Dozens of people crowded into a barbershop on Martin Luther King Jr. Boulevard on a recent Thursday night for candid conversation, not haircuts.
Atlanta Police Detective Tyrone “Ty” Dennis started these monthly “Clippers and Cops” meetings about a year ago, alarmed by the growing distrust of the police, especially by black men who are convinced they are being tagged and targeted as criminals.
“Today, young people are told that the police are to be feared, avoided or ignored,” said Dennis, a 40-year-old former professional basketball player and 15-year veteran of the Atlanta Police Department. “But when we share our own humanity, we break down the barriers that keep us from getting our message heard.”
And what better place for these meetings to take place than the barber shop – long considered a hub of community conversation in low-income and minority areas.
In this relaxed atmosphere, residents are encouraged “to express their fears and feelings about the police and to open up about their own personal encounters that have all contributed to their prejudices,” Dennis said.
The conversations can be lively – even heated — and the emotions raw.
Several officers, including Dennis, are always on hand to share the perspective of the police.
“We give our own feedback on the challenges we face having to do our jobs in the hostile climate we live in today, where the media paints cops in a negative light,” Dennis said.
Across the nation, clashes between authorities and minorities have in recent years put the spotlight on police-community relations. In 2017, the Pew Research Center found that 57% of black police officers and 60% of the public see these incidents as signs of a deeper problem.
The Atlanta Police Department is not the first law enforcement agency to start a community outreach program with a barbershop, such as Pro Cuts ATL on MLK, as the backdrop. But its Clippers and Cops is a model for new programs being started in other cities and is itself drawing larger and larger crowds, as well as national attention.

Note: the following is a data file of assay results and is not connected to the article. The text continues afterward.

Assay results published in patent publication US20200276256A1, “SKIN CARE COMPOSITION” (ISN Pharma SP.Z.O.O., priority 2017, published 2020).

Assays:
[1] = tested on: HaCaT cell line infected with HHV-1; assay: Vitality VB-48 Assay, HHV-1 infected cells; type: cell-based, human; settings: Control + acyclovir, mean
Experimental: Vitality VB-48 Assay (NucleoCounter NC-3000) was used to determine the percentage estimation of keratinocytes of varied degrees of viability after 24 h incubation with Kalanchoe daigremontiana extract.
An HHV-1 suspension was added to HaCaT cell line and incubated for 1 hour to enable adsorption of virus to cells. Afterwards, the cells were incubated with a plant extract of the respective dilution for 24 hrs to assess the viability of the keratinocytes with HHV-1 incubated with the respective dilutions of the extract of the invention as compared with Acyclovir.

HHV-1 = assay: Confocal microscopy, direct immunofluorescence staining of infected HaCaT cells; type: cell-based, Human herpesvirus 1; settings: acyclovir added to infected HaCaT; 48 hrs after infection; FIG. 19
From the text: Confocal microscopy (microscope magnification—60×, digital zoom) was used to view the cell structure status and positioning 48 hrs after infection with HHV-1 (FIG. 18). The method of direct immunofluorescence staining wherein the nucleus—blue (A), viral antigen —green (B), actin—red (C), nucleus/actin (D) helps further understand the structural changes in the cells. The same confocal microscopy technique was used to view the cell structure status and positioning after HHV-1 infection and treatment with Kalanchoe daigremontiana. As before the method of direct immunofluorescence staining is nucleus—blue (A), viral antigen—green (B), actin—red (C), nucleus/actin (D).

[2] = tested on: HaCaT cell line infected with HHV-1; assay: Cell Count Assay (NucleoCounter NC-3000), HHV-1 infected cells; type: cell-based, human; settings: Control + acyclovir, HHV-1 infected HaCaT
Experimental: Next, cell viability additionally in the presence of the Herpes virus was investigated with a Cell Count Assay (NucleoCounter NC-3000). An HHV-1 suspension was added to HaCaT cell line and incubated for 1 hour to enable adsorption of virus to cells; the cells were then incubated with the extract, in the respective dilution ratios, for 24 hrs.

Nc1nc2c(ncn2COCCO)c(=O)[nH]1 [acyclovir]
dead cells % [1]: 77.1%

Lithonia businessman Reginald W. Walker and Bahama native Tiecko Whylyll never miss a meeting.
Walker speaks to the crowd from experience, talking about serious run-ins he had with the law as a teen for aggravated assault, attempted murder and drug and other charges.
Walker said he believes the hostile feelings in the community are more about rich vs. poor than white vs. black. He sees opportunities for improvement on both sides.
Police-community relations would be better if good officers spoke out more against bad officers.
For their part, community members could help the situation by being accountable for their actions, more knowledgeable about the law and even “optimistic in some circumstances,” Walker said.
He’s “not looking for change overnight.” But Walker said he sees Clippers and Cops as a positive step forward.
Whylyll said he’s found Clippers and Cops informative and inspirational.
Currently a sanitation truck driver in DeKalb, Whylyll said he is pursuing work as a policeman with Gwinnett County or APD.
Clippers and Cops had “a whole lot” to do with his plans for a new career, he said.
Whylyll said he’s always been respectful of police officers. But the discussions at Clippers and Cops have given him a much better understanding of how and why officers respond as they do to certain incidents.
The program has evolved since its launch in 2018: taking place sometimes in recreation centers or local restaurants. Women also are now welcome and involved.
“By lifting the curtain and putting our shields of authority aside, Clippers and Cops shows everyday people that all cops aren’t bad people and that, at the end of the day, we are just trying to do our jobs the best way we know how,” Dennis said. “The saying is: ‘It takes a village.’ … This is a start.”
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